that.dork.jordan
Testing failed transactions with Authorize.net’s CIM and AIM APIs

I’ve been working on a checkout page for Social Sonar (check the site out if you have or know of a business that needs social media help!) and most of building a checkout is old news, but one thing is always a major pain: testing the credit card processing. There are a thousand docs telling you how to test a successful transaction, but what about declined transactions! *chirp chirp*

I’m putting this here partially so I have a place to refer back to in however many months when I end up having to do this again, and partially hoping that the next person who runs into this doesn’t have so much trouble. These are some things I learned while integrating with Authorize.net using the Authorize Sauce Python library:

  • You can test different transaction statuses by using the card number 4222-222-222-222 by providing special dollar values. Yes, that is a 13 digit, not a 16 digit card number.
  • If you are testing the CIM API, the API that allows you to store a credit card on Authorize.net’s servers and then charge it later using a token they give you, the dollar values are difficult to find. That’s why I’m including them right here.
  • If you are testing the AIM API, the API that requires you to post the full credit card number with every transaction, the dollar values are pretty simple. Whatever response reason code you want returned, charge that as the whole dollar amount. For example, if you want to test out a duplicate transaction, charge $11.00. The response reason codes are here.
  • Most libraries will not allow you to use 4222-222-222-222 as a credit card number. It doesn’t pass LUHN, and some code might notice the 4, expect a Visa, and not allow a 13 digit card number. You’ll have to work around this unfortunately. I added some code that looks for this card number and if it’s in test mode, it allows it. The code is ugly, so I’m not releasing a patch for anything.
  • You cannot do this if x_test_request is Y.
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The value of Aunt Marie

This blog is generally about politics, men, music, and technology. It’s not very often that I stray from that to write anything personal. I need to tell a story that is hugely important to me, and although it occurred a very long time ago, it really has had a profound effect on shaping me as a person.

My Aunt Marie was not a person that I knew terribly well. I could count the number of times I met her on my hands. I also haven’t seen her since 2005; so it’s all the more remarkable that her passing today was able to inspire so much emotion in me.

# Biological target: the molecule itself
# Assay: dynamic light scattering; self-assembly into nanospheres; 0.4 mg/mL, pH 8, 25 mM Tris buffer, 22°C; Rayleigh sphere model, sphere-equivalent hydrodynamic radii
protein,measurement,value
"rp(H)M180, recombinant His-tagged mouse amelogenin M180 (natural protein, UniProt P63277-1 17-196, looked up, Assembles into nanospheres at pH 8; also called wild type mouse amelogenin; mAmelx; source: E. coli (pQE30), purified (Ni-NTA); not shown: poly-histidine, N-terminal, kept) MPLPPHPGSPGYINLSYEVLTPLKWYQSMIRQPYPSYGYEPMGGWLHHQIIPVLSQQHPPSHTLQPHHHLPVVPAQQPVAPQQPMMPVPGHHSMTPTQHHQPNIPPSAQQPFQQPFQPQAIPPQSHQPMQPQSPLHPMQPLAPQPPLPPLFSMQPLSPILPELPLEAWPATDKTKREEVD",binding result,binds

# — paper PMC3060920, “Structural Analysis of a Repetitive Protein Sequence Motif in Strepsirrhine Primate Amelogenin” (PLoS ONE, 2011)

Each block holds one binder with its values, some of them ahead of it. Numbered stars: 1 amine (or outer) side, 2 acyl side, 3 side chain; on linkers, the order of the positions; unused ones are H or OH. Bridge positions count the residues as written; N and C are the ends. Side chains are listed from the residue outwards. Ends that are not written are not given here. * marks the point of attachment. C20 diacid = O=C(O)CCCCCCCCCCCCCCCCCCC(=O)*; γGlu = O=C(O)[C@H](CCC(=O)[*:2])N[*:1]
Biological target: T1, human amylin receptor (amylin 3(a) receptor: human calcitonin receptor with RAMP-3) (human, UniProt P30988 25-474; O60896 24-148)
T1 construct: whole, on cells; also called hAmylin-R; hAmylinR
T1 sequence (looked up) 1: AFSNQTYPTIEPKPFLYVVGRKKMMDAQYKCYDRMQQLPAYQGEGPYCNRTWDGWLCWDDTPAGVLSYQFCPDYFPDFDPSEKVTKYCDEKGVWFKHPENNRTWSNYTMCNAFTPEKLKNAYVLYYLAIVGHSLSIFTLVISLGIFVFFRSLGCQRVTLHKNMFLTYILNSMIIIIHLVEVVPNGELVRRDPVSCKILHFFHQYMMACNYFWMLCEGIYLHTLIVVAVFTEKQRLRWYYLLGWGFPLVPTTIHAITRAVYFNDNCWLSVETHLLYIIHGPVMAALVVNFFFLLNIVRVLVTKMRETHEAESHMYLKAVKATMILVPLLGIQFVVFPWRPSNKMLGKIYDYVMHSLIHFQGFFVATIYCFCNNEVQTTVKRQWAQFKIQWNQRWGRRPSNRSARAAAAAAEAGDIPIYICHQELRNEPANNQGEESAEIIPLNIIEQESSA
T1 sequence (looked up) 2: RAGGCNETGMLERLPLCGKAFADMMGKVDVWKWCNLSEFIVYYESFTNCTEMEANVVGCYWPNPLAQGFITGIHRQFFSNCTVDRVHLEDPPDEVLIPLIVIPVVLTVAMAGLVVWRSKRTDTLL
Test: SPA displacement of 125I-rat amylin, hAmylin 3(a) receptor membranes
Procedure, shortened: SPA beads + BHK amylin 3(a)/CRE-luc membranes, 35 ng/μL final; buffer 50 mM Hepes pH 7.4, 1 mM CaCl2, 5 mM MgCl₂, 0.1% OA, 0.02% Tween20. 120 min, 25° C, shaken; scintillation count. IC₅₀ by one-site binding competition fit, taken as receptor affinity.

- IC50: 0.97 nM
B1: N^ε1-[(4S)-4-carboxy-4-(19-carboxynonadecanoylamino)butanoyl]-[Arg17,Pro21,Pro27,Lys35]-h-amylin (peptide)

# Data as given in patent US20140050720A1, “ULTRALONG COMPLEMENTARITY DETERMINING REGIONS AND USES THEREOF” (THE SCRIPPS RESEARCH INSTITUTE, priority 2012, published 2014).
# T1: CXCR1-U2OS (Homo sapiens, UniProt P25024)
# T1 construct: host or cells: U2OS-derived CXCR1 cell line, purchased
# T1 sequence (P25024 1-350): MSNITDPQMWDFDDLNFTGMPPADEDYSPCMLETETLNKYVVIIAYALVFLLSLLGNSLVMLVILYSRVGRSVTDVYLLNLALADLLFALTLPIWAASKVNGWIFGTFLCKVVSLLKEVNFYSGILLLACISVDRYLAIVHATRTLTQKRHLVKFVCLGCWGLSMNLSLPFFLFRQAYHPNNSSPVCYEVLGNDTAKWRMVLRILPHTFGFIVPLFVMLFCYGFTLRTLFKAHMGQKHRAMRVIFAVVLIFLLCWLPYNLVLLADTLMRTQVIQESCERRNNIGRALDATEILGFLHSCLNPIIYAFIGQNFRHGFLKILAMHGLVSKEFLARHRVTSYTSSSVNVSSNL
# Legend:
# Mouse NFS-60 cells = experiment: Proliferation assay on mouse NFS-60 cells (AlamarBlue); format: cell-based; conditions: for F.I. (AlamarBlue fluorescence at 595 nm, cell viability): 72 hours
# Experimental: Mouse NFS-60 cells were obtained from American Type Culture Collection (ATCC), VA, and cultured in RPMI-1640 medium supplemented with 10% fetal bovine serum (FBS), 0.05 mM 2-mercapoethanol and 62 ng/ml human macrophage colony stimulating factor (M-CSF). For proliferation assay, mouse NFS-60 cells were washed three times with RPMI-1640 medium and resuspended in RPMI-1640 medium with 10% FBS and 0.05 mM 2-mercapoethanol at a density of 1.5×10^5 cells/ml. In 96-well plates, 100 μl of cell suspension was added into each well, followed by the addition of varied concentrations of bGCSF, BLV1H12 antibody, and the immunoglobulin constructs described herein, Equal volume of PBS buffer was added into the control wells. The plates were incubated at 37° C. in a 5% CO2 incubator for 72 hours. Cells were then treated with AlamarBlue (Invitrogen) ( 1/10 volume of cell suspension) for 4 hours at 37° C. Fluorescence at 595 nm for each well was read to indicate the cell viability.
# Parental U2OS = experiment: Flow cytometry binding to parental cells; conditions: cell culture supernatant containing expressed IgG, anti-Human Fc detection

I must have been well under ten years old. My immediate family took a trip to central New York to visit the bigger Bouvier clan. It’s a tremendous family on my father’s side; he’s the youngest of ten children, and the various aunts, uncles, cousins, and their children are incredibly well dispersed. I don’t remember the occasion, but I know a lot of my extended family was there.

My dad is a funny man. He wields his machismo in such a humorous manner that it completely erases any chance of him seeming intimidating. Let me provide an example so you can see what I mean; trust me, it’s on topic.

Aunt Marie had a fabulous back yard. Her house was in the woods and in the back yard was a tiny lake. Okay, it was probably just a large pond, but I was very small so it, in turn, seemed very big. Aunt Marie would feed the fish in that pond so regularly that the fish were not at all afraid of humans. I feel horrible now that my first fishing expedition was in this lake, I was catching her pets! I, of course, had no clue at the time, so really I should be expunged of any guilt.

So dad decides to impress me and the rest of the crowd by literally catching a fish. No, not casting a line and getting one to bite. He stuck his hand into the water, wrapped his fingers around a fish, and picked it up. Quite the achievement! My dad was a hero to me. Unfortunately for him, that fish was something sharp, and it cut his hand right up. My father lost the battle with the fish, but he won the war of awing me.

The point is Aunt Marie just loved everyone and everything. She loved the fish enough to feed them. She loved us enough to let us hunt her pond. The love that she shared had no borders. It was there for all takers, and we all took and are better for it.

When we had to leave her house, I did the most curious thing for a little future-gay to do. I tried to climb in the cupboards. It takes a lot of love to make a homosexual enjoy being in a closet, but I didn’t ever want to leave her palace. I wanted to pick blackberries and pet the deer in her back yard.

I’m lucky to have a family that is filled with examples like Aunt Marie. People who are joyous, welcoming, and most of all loving. If there’s one thing I’ll carry from this it is that when you love all things, all things love you. There is no greater legacy to be had.

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